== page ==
I have, at various times in my life, made from scratch: yogurt, kefir, bread, tortillas, bone broth…I’ve cooked dried beans, I’ve canned fruit jam and yes, I’ve made lactofermented pickles. However, I have done NONE of these things since becoming a mom. As the saying goes, ain’t nobody got time for that. If I can buy it pre-made at the store, I do.
Yet here I am publishing a recipe for DIY pickles even though pickles are readily available at the store. Bear with me. For one, my toddler is a pickle fiend (more on that later). And for two, this month’s Recipe Redux challenge is all about gut health:
With cold and flu season upon us, the best defense may be good gut health. Since much of our immune health begins in the gut, show us your healthy, delicious recipe to bolster gut health.
You’ve probably heard about gut health. It means you should eat more yogurt and take a probiotic, right? Yes! Yogurt is among the more popular fermented foods, but sauerkraut, pickles, kefir, kombucha and beer are also fermented and can be a great source of the “good” bacteria that help things move along in our guts and boost our overall health.
But many store-bought fermented items like sauerkraut, pickles and beer don’t actually contain any live bacteria anymore. Refrigerated items like yogurt and kombucha still do, but beer is filtered to remove the live yeast and pickles and sauerkraut are typically made with vinegar rather than via fermentation because vinegar pickles are shelf-stable.
So these homemade lactofermented pickles are really not the same product you’d find at the store, which is why I decided to try my hand at making them again. They’re an excellent source of lactobacillus bacteria and they’re SO much more delicious than store-bought pickles. And with my kid being such a pickle fanatic, I figure I might as well be feeding her the good-for-her-gut kind!
And I PROMISE you, they are so, so easy to make. Can you put items in a jar, fill it with water and forget about it for a few days? If yes, then you can make pickles. Plus it’s a really fun science experiment to do with your kids. My daughter loved participating, she actually did almost all of the steps herself!
But since home fermentation probably still seems weird, here are some FAQs I anticipate you might have:
Where do I get the “good” bacteria to add to the pickles?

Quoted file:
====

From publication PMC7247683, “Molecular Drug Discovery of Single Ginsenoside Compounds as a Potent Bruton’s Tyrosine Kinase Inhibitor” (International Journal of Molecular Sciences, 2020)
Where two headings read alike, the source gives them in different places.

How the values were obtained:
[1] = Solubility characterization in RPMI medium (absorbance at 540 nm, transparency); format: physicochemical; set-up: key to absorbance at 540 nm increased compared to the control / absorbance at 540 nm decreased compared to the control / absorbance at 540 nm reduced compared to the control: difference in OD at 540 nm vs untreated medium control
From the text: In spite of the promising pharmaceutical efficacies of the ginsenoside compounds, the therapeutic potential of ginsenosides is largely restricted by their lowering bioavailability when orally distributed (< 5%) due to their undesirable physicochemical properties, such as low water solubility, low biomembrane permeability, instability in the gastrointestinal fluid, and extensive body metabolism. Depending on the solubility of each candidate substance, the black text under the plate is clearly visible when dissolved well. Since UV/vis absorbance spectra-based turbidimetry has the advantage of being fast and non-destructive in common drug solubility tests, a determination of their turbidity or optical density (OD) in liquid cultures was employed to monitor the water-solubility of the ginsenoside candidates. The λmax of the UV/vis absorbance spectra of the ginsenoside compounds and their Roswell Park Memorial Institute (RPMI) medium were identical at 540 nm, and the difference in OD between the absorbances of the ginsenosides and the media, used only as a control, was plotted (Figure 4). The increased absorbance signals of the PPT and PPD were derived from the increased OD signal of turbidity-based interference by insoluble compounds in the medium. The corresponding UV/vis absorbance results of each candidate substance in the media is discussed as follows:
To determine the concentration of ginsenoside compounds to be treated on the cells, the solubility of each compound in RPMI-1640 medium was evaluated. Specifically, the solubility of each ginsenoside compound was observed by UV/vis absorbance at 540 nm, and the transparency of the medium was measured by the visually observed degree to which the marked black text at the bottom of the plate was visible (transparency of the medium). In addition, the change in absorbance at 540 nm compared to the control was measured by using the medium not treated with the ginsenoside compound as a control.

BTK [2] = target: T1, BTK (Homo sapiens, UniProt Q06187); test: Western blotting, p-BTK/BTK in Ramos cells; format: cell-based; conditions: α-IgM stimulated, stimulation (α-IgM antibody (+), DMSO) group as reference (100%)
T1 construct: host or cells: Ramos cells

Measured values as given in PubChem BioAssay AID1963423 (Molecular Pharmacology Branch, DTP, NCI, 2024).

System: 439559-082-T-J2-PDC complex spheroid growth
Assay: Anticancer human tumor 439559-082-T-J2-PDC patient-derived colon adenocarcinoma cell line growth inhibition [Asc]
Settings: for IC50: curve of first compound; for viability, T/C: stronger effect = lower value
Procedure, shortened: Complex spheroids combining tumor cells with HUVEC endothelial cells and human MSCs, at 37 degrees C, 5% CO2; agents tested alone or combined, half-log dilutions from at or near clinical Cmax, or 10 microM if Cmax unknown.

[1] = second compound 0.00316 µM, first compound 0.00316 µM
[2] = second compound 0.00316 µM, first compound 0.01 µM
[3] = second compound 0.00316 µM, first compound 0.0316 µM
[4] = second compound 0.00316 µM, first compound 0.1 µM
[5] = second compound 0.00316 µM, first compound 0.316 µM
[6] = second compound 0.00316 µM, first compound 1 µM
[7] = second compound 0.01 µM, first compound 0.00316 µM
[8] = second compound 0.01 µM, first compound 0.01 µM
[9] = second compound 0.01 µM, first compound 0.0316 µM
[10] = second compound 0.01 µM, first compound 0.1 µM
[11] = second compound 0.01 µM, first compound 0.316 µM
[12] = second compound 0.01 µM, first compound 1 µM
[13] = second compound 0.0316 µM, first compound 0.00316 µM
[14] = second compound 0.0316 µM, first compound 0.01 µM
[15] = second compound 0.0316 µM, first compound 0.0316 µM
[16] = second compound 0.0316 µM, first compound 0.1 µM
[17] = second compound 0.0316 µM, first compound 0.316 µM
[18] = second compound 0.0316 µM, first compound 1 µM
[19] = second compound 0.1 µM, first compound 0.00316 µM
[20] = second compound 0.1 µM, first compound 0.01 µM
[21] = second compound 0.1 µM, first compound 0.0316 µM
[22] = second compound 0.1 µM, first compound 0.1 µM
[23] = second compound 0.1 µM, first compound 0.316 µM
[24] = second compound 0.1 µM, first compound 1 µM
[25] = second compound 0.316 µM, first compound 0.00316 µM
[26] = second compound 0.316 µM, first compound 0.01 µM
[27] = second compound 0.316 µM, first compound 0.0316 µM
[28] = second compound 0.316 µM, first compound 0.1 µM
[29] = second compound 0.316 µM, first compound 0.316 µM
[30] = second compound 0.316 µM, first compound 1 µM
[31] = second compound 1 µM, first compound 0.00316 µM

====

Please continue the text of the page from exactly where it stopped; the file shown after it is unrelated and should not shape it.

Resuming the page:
Nowhere! It’s already present on the skin of the vegetables you’re using. Unlike making yogurt, you don’t need to add a starter.
It’s just going to sit there on my counter for days? What about mold?
Many pickle recipes will tell you to weigh down the vegetables with a special weight so that they stay underwater, lest the parts that are exposed to air start to mold. My pickles were ready in just three days, so I didn’t worry about molding, but go ahead and use a clean rock to weigh the cukes down if it concerns you.
Your recipe says to add tea bags…why?
Most pickle recipes call for grape or oak leaves, which contain tannins that help the pickles stay crunchy. Right, like I’m just going to run out to the vineyard in my backyard and grab some grape leaves… It can even be tough to get your hands on fresh oak leaves if you don’t live in the ‘burbs. But black tea also contains tannins and I can buy that at the grocery store! And no, the pickles don’t taste at all like tea (although it does turn the water brown.)
Why do I need to use bottled water and iodine-free salt?
Tap water often contains chlorine and both chlorine and iodine can inhibit fermentation.
Why do I have to cut off the blossom end of the cucumbers?
The blossom end of a cucumber contains enzymes that can make the pickles mushy. Get it out of there!
So have at it! They’re good for your gut and your salt-loving toddler will probably gobble them up. And after you make them with cucumbers, try using other vegetables like carrots, cauliflower, peppers and beets. Maybe your kid will gobble those up, too!